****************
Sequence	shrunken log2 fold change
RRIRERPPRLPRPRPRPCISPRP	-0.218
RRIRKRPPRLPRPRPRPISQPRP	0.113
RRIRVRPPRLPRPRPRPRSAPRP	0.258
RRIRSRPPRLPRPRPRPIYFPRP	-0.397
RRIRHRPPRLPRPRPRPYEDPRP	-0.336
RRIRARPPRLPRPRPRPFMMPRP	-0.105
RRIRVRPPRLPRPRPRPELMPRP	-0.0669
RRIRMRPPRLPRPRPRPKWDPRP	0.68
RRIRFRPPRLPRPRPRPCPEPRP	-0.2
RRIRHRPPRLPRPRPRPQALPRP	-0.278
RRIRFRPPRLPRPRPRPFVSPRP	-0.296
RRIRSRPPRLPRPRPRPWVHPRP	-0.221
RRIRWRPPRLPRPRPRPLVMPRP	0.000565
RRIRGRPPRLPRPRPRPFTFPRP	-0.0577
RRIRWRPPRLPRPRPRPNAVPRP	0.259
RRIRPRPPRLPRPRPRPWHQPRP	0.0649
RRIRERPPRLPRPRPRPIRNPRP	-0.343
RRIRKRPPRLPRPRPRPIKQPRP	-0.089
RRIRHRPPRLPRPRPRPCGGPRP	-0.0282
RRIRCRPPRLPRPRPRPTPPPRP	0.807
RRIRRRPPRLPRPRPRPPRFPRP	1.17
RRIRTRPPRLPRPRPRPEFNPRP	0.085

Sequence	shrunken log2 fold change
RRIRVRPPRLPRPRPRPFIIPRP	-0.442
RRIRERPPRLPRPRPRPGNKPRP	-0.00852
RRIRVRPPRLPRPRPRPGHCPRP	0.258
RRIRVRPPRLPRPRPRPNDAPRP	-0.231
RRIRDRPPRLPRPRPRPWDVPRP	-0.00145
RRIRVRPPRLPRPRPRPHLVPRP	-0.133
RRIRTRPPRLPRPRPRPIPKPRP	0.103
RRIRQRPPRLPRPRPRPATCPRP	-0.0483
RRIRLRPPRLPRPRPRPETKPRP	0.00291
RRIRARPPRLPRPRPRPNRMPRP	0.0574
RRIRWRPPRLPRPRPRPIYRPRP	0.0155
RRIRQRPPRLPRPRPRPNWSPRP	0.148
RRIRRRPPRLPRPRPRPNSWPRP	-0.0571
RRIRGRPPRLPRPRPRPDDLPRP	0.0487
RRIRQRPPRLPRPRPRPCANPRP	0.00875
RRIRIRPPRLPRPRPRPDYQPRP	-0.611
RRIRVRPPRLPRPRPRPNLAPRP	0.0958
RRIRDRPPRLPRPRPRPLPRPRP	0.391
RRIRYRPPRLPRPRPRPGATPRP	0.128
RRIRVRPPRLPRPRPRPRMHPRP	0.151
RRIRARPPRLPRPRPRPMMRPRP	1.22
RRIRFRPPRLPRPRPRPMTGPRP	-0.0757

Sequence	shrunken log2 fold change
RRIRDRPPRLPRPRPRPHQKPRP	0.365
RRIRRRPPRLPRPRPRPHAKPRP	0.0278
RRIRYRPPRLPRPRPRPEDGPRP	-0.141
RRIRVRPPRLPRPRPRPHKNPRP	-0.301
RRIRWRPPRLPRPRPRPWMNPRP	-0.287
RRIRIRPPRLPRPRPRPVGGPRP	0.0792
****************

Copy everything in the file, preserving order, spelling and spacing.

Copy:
Sequence	shrunken log2 fold change
RRIRERPPRLPRPRPRPCISPRP	-0.218
RRIRKRPPRLPRPRPRPISQPRP	0.113
RRIRVRPPRLPRPRPRPRSAPRP	0.258
RRIRSRPPRLPRPRPRPIYFPRP	-0.397
RRIRHRPPRLPRPRPRPYEDPRP	-0.336
RRIRARPPRLPRPRPRPFMMPRP	-0.105
RRIRVRPPRLPRPRPRPELMPRP	-0.0669
RRIRMRPPRLPRPRPRPKWDPRP	0.68
RRIRFRPPRLPRPRPRPCPEPRP	-0.2
RRIRHRPPRLPRPRPRPQALPRP	-0.278
RRIRFRPPRLPRPRPRPFVSPRP	-0.296
RRIRSRPPRLPRPRPRPWVHPRP	-0.221
RRIRWRPPRLPRPRPRPLVMPRP	0.000565
RRIRGRPPRLPRPRPRPFTFPRP	-0.0577
RRIRWRPPRLPRPRPRPNAVPRP	0.259
RRIRPRPPRLPRPRPRPWHQPRP	0.0649
RRIRERPPRLPRPRPRPIRNPRP	-0.343
RRIRKRPPRLPRPRPRPIKQPRP	-0.089
RRIRHRPPRLPRPRPRPCGGPRP	-0.0282
RRIRCRPPRLPRPRPRPTPPPRP	0.807
RRIRRRPPRLPRPRPRPPRFPRP	1.17
RRIRTRPPRLPRPRPRPEFNPRP	0.085

Sequence	shrunken log2 fold change
RRIRVRPPRLPRPRPRPFIIPRP	-0.442
RRIRERPPRLPRPRPRPGNKPRP	-0.00852
RRIRVRPPRLPRPRPRPGHCPRP	0.258
RRIRVRPPRLPRPRPRPNDAPRP	-0.231
RRIRDRPPRLPRPRPRPWDVPRP	-0.00145
RRIRVRPPRLPRPRPRPHLVPRP	-0.133
RRIRTRPPRLPRPRPRPIPKPRP	0.103
RRIRQRPPRLPRPRPRPATCPRP	-0.0483
RRIRLRPPRLPRPRPRPETKPRP	0.00291
RRIRARPPRLPRPRPRPNRMPRP	0.0574
RRIRWRPPRLPRPRPRPIYRPRP	0.0155
RRIRQRPPRLPRPRPRPNWSPRP	0.148
RRIRRRPPRLPRPRPRPNSWPRP	-0.0571
RRIRGRPPRLPRPRPRPDDLPRP	0.0487
RRIRQRPPRLPRPRPRPCANPRP	0.00875
RRIRIRPPRLPRPRPRPDYQPRP	-0.611
RRIRVRPPRLPRPRPRPNLAPRP	0.0958
RRIRDRPPRLPRPRPRPLPRPRP	0.391
RRIRYRPPRLPRPRPRPGATPRP	0.128
RRIRVRPPRLPRPRPRPRMHPRP	0.151
RRIRARPPRLPRPRPRPMMRPRP	1.22
RRIRFRPPRLPRPRPRPMTGPRP	-0.0757

Sequence	shrunken log2 fold change
RRIRDRPPRLPRPRPRPHQKPRP	0.365
RRIRRRPPRLPRPRPRPHAKPRP	0.0278
RRIRYRPPRLPRPRPRPEDGPRP	-0.141
RRIRVRPPRLPRPRPRPHKNPRP	-0.301
RRIRWRPPRLPRPRPRPWMNPRP	-0.287
RRIRIRPPRLPRPRPRPVGGPRP	0.0792